The Truth About Parenting…

Sometimes, it boredcan be really boring…OK, so perhaps this just pertains to the early years, from 0-3 but believe me, for all of the rabble-rousing, raucous times your young charges may cause and suck you in to, there are also large swaths of time spent numbing the mind.

Here you sit, a parent with a good education, probably a higher education and very possibly even a graduate degree (or two). Maybe you’re even lucky enough to have opted out of the work force, of a decent paying job, of financial independence, of a system that provided performance reviews every 6-12 months. Now what?

Welcome to parenthood.

You came home from the hospital, overwhelmed by the tasks before you (for which there is no prior job training). You have to figure out the needs of your constituents, except they speak a completely foreign dialect and there will be no Babel fish coming to your aid. You have to completely alter your sleep cycle, eating habits, home decor and daily routine.

For the first year, you desperately look for parenting outlets, classes, playgroups, anything that affords some modicum of a social network. Your days are intermittently spent at ground level, trying to stimulate and attract the attention of your wee charge, or trying to get back in touch with the unique individual you once were, just a short time ago.

By year-two, your groundlinghas mobilized. Watch out world! there’s no need for that Exersaucer anymore. Now everything below waist level has to be rearranged or safe-guarded to accommodate exploring hands, curious eyes and wandering toddler. But at least life is starting to get more interesting. Play gets a bit more interactive, you might even share a few words between you; behold, a conversation evolves!

I don’t claim to be a vaudeville act or anything but I do like to think I’m at least capable of carrying on an intellectual conversation, possibly even about a current event.  Children, on the other hand, expect you to be constant entertainment. And, unless you actually masterminded Legos, patented Mr. Potato Head or work in Mattel’s play lab, you’re probably not cut out for the job.

You may be required to play Uncle Wiggly (for the 4th time this week); to build yet another wooden block zoo for the bucket of escaped dinosaurs; to stealthy fit 200 minuscule plastic beads onto a ridiculously small peg board and iron them together into a coaster. And when all of that is done, they’ll ask for more.

Sure, there are many fabulous, memorable and blog-worthy moments of parenting but I also want to be honest, to take the sheen off and say it like it is. Now, please excuse me, I think I’m being beckoned back to the train table to play the vivacious role of windmill.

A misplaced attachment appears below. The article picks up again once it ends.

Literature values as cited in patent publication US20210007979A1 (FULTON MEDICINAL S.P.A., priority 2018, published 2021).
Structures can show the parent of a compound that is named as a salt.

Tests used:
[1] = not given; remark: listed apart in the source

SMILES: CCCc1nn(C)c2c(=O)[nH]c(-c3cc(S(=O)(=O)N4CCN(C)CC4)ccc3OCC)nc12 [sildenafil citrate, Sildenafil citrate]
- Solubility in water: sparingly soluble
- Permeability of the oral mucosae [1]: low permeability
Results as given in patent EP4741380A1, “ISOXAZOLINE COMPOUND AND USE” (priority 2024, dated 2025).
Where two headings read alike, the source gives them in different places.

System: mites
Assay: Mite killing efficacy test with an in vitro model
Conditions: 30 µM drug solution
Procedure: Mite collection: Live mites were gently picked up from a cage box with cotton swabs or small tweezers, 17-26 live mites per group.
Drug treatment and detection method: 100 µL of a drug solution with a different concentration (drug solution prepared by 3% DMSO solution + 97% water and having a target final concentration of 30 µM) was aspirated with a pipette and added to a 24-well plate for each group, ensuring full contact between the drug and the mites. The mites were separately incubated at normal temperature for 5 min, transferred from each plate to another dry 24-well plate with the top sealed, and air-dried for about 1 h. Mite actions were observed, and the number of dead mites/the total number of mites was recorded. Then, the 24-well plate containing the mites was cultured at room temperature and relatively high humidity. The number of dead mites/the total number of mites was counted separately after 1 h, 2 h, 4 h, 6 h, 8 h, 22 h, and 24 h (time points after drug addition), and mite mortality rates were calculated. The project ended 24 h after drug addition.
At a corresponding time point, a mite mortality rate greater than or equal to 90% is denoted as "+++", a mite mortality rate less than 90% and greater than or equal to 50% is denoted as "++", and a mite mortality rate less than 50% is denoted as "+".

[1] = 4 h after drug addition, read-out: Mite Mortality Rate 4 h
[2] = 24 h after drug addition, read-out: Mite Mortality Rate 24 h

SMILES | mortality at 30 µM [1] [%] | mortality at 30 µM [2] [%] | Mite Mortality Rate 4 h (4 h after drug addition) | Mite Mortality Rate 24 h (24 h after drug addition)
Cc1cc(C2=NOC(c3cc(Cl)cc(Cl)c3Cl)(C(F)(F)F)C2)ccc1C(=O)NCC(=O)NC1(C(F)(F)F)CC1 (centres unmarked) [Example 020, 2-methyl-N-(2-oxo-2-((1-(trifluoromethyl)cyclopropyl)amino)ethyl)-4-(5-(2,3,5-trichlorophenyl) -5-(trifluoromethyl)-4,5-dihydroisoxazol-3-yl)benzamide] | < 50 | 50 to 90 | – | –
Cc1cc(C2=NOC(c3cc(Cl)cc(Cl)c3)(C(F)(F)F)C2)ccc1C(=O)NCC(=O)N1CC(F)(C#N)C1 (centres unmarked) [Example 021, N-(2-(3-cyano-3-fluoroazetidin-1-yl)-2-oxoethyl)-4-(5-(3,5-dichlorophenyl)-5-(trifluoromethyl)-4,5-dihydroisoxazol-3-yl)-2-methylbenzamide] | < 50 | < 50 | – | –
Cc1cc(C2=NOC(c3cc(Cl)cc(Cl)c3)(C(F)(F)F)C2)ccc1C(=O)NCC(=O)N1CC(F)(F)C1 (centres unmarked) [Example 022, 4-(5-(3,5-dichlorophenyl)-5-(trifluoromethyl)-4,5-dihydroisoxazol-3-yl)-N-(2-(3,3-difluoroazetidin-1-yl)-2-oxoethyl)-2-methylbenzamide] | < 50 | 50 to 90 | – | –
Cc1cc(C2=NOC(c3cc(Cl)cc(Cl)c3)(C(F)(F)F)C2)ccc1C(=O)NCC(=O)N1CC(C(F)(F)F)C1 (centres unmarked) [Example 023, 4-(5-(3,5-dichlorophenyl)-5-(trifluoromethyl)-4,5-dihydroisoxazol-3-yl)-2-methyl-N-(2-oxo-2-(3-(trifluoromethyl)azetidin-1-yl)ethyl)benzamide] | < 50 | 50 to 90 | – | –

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4 Comments (+add yours?)

  1. slightlywonky
    Feb 14, 2011 @ 13:10:23

    Ahh…the challenge of not losing one’s marbles when having to be “Big Bird” for the hundreth time in one day…I empathize completely. It is…simply EXHAUSTING. Much more tiring mentally than anything that I did at work. Being fully engaged and entertaining for extended periods of time is just plain exhausting, even if you’re just entertaining adults! Now try that same stamina with someone whose idea of a good time is to discuss excavators/bulldozers/dump trucks at length, and who knows no bounds when it comes to repetitive activities. Personal space…what’s that? Downtime…huh? Sigh…I just keep trying to think that this time in our kids’ lives passes quickly. This helps me to get through the extended Elmo/Big Bird exchanges that we have. Chocolate helps too.

    Reply

    • growingmuses
      Mar 05, 2011 @ 16:01:53

      My favorite, recent, seasoned-mom quote is: Childhood, where a day can feel like a year but a year seems to blink by in a day. I agree! For the working mom, sometimes the early years go by all too fast without enough time to spend together. For the stay-at-home, the opposite can sometimes feel true.

      I’m an extrovert so perhaps being clung to or interacted with all day isn’t as hard on me as it might have been for my intellectual and introvert mother. When time’s get tough, there’s always Play Doh (and nap time…I hope).

      Reply

  2. Asta Burrows
    Feb 22, 2011 @ 10:26:12

    I have just entered year 2 – and the mobilisation has began. I also find that by now everybody expects us to be “back to normal” again and friends who don’t have kids don’t always understand that there is no going back to “normal” again! 🙂 I work full time and the wee lad has a childminder – but at the moment the childminder is ill, so I have been at home the last couple of day, and it is exhausting! He doesn’t sit still for a minute! It is great, but exhausting! 🙂

    Reply

    • growingmuses
      Mar 05, 2011 @ 15:55:43

      Asta, you’re so right, there is never a “going back” to normal, there’s just a new “normal.” I worked full-time when I had my first child but then stopped working. When I was in the working world, I somewhat looked down my nose at my stay-at-home friends, assuming their lives were so easy and they must have all the time in the world to get things done. Now that I’m “one of them,” I realize what a narrow-sighted opinion that was. I was more stressed in the work-force but in some ways had more freedom to get things done in adult-time. Living in child-time, whole days go by where important errands or household tasks don’t get done. Somewhere in between I think there must be a great balance but that’s a blog post for another day…

      Reply

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